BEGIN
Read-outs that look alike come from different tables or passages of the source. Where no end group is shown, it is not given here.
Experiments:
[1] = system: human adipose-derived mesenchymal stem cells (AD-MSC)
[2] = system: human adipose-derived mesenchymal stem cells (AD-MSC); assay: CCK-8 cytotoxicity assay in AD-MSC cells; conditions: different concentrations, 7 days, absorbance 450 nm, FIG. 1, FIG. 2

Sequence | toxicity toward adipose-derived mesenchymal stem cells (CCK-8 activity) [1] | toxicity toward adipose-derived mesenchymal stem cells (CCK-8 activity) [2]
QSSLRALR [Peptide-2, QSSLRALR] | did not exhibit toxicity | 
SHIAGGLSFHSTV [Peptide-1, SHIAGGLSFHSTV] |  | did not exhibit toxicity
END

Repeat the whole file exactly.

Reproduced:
Read-outs that look alike come from different tables or passages of the source. Where no end group is shown, it is not given here.
Experiments:
[1] = system: human adipose-derived mesenchymal stem cells (AD-MSC)
[2] = system: human adipose-derived mesenchymal stem cells (AD-MSC); assay: CCK-8 cytotoxicity assay in AD-MSC cells; conditions: different concentrations, 7 days, absorbance 450 nm, FIG. 1, FIG. 2

Sequence | toxicity toward adipose-derived mesenchymal stem cells (CCK-8 activity) [1] | toxicity toward adipose-derived mesenchymal stem cells (CCK-8 activity) [2]
QSSLRALR [Peptide-2, QSSLRALR] | did not exhibit toxicity | 
SHIAGGLSFHSTV [Peptide-1, SHIAGGLSFHSTV] |  | did not exhibit toxicity